“I ended up falling in love with the whole thing, even though, initially, I felt completely out of my element,” says Dong. “That was the basis for Horse’s story. Being from one world, thinking that there was one way to do things, and then ending up in this really musical, silly place and having that really change her as a character.”

animated gerenuk centaur, giraffe centaur, bird centaur, llama centaur, horse and zebra centaur standing together

Glendale (Megan Nicole Dong), left, Durpleton (Josh Radnor), Ched (Chris Diamantopolous), Wammawink (Megan Hilty), Horse (Kimiko Glenn) and Zulius (Parvesh Cheena) in “Centaurworld.”

(Netflix )

While “Centaurworld” is remarkable for its aesthetic ambition — in addition to distinct styles that visually emphasize how different its two worlds are , the show has two studios, Mercury Filmworks and Red Dog Culture House, handling its animation in both styles — it’s the music that first gives viewers a hint there’s more to the series than the “Wizard of Oz”-like journey that initially meets the eye.

The songwriting “was super integrated into the scripts and into the writing process, which was a lot of fun,” says Dong, who along with co-executive producer Dominic Bisignano wrote all of “Centaurworld’s” songs. “We wanted to make sure that the songs weren’t just songs happening for the sake of having them. They had to be actual musical moments that progress the story or informed the audience of where a character was emotionally.”

All of these elements are on top of Dong’s decision to center a realistic horse in a show set in a world of quadrupeds.

“Horses are notoriously hard to draw,” says Dong, who always knew she specifically wanted a warhorse as the main character of the show. “We were really lucky that James Baxter, who animated ‘Spirit’ and Belle from ‘Beauty and the Beast’ and so many other amazing Disney characters, joined the studio. In the beginning, he did a masterclass on how you draw horses, how they move and all of that, with some of our artists.”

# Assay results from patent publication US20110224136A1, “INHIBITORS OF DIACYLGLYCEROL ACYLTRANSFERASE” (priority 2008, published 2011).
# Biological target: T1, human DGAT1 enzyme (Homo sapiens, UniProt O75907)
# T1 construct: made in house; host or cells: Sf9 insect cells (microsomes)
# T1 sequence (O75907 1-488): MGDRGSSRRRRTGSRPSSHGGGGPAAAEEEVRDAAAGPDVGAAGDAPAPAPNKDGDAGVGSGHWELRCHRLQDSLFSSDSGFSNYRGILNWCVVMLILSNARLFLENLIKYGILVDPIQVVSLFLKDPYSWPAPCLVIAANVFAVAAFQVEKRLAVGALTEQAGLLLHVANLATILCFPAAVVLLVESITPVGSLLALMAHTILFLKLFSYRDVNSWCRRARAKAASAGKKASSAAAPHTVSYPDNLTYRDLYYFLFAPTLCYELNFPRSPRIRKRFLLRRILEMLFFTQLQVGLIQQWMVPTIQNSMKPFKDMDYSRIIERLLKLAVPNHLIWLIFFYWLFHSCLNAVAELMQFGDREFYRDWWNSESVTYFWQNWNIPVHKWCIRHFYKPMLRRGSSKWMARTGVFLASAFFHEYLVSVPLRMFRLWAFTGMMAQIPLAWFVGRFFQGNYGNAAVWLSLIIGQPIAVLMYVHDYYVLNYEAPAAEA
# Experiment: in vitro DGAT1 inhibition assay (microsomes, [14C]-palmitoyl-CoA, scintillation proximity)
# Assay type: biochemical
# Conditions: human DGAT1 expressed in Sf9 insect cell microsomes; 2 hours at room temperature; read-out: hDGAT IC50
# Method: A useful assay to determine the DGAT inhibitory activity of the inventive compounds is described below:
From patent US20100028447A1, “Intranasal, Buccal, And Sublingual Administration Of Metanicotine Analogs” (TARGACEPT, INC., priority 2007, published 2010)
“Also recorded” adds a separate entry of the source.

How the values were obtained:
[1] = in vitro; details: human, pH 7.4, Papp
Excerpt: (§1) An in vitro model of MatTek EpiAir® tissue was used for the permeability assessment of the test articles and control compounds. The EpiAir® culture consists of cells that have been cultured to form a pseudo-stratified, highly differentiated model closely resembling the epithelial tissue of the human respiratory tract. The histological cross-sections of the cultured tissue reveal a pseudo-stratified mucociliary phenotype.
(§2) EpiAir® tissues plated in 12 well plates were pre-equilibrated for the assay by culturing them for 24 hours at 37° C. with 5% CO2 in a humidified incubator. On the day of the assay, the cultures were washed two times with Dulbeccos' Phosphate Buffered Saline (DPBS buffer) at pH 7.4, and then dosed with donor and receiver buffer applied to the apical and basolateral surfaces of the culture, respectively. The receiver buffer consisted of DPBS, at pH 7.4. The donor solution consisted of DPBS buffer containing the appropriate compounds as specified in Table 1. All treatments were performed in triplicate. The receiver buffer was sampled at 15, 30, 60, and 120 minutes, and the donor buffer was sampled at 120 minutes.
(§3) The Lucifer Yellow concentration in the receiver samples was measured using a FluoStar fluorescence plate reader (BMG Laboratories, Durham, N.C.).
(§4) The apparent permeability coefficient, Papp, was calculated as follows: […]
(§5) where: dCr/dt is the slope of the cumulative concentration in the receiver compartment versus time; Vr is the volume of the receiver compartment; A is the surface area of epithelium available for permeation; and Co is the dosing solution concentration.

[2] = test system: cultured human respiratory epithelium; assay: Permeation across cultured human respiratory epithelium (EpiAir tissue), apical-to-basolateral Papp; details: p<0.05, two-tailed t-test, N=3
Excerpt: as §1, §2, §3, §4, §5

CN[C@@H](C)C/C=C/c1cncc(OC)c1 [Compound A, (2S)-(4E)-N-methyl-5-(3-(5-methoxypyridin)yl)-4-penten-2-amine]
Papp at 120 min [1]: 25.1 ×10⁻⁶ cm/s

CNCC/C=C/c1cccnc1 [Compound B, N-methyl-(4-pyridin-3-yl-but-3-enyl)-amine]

The herd Horse encounters upon arriving in Centaurworld seems to be — at least initially — the opposite of realistic: For instance, Dong’s own character, Glendale, has the constant urge to steal things — which she hides in a magic portal located at her stomach. But appearances can be deceiving.

A gerenuk centaur reaching into a portal at her stomach

Glendale (Megan Nicole Dong) reaching into her portal tummy.


“I tried to figure out the herd all at the same time,” says Dong. “I wanted them to feel like their own distinct characters whose personalities and quirks all come from a place of trauma.”

Over the course of the season, the audience gets a closer glimpse into that trauma, and it’s always clear that the characters are neither defined nor judged by their quirks or flaws.

“No one is actually judging Glendale for her stealing, you know,” Dong says. “Everyone is just accepted for who they are.”

As wonderfully whimsical and weird the show’s world may be, then, Horse and her story — as well as the magical centaurs — remain very much grounded.

“Animation is one of those things where you can kind of visually show anything,” says Dong. “The fun of it is being able to portray relatable themes in the most unexpected ways possible. I’ve always loved taking advantage of the freedom you have in animation to do that.”


Where: Netflix

When: Any time

Rating: TV-Y7 (may be unsuitable for children under the age of 7)